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What rules govern how TV show opening credits are structured?
In opening credits for TV shows, why does it say ‘with so and so’ for some actors?

In the credits of Seinfeld series I noticed that Jason Alexander is listed as 'Jason Alexander as George'. While others are listed with just their names and their character name is left out. "Jerry Seinfeld", "Julia Louis-Dreyfus", and "Michael Richards".

I Googled for 'Seinfeld credits Jason Alexander George' and found In the Seinfeld credits, why does it say "Jason Alexander as George" when no one else has as after their name? It says a lot of TV shows do that and may be it is because their name is last.

Still I find it odd. They could have gone with 'Michael Richards as Cosmo Kramer' and put Jason Alexander as third in the credits.

Is there any trivia that I'm missing on this?

  • 1
    I believe this to be a near-duplicate of these two earlier questions: 1, and 2. Also, this seems to revive another site's questions into this site, which I do not advocate - though to tell the truth, I would not have known about that site's question without the hyperlink.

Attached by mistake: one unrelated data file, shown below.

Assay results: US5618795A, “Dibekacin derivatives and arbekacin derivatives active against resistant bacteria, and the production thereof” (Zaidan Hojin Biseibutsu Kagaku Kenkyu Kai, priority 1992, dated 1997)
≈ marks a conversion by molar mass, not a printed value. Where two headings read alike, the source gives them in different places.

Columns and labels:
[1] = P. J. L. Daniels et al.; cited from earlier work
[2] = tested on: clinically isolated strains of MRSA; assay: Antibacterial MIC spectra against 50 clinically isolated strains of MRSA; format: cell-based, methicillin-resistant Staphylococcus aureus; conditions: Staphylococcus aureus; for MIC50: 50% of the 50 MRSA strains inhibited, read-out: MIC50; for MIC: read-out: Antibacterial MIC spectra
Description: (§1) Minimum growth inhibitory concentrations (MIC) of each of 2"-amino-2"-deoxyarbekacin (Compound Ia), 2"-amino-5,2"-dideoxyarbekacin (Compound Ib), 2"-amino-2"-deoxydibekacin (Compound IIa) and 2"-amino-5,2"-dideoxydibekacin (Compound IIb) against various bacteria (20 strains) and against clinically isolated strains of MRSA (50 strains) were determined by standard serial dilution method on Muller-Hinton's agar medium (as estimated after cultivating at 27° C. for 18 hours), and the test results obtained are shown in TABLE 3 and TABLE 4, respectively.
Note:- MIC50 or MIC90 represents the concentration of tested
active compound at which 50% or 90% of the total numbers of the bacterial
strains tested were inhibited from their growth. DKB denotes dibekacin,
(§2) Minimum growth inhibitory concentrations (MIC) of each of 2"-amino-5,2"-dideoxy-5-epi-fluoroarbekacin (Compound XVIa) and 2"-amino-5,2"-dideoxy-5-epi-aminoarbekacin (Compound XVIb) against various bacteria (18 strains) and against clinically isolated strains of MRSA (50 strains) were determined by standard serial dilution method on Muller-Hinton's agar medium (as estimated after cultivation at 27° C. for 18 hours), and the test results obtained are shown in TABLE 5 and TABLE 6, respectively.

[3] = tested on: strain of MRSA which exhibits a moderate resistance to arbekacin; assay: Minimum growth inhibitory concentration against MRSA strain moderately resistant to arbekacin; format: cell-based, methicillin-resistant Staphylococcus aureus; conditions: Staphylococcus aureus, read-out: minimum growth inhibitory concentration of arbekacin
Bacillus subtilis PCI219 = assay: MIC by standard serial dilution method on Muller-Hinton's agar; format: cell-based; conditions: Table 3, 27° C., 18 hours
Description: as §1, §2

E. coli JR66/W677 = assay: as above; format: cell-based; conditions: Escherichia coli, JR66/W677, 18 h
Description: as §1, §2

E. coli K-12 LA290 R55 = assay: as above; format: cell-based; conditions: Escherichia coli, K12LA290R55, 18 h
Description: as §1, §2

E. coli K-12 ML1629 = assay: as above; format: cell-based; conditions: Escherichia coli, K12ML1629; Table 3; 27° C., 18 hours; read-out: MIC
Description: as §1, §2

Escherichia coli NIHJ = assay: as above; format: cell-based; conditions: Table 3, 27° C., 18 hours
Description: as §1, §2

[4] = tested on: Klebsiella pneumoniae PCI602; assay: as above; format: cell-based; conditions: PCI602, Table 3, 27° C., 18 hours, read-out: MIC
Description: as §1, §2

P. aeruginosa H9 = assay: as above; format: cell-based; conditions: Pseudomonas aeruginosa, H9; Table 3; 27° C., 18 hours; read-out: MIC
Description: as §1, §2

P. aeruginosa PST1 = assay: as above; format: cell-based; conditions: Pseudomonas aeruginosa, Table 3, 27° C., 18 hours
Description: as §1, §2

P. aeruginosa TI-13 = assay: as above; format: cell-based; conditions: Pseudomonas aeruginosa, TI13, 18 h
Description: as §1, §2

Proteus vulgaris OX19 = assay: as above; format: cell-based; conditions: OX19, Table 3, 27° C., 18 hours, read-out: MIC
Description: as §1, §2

– wbogacz
    Commented Nov 1, 2012 at 15:10

1 Answer 1


From TV Tropes:

As a way to draw special attention to the last actor on the list, their name will often be bracketed with an additional annotation, such as "With", "And", or "And Starring".

Sometimes, this would be elaborated even further, giving the name of the character portrayed by the actor.

In the past, this was reserved for either the star of the show, a cast member who is not part of the "primary" ensemble, or a big name doing a cameo. Over time, as stars and their agents learned about the power of marketing, it has become an increasingly important bargaining point.


The credits of Seinfeld ended with "And Jason Alexander as George", as he had arguably the highest profile as an actor of the four principals.

Jason Alexander was on Broadway before doing Seinfeld, and in 1989 he won a Tony Award (Best Actor in a Musical ) for his perfomance in Jerome Robbins' Broadway.


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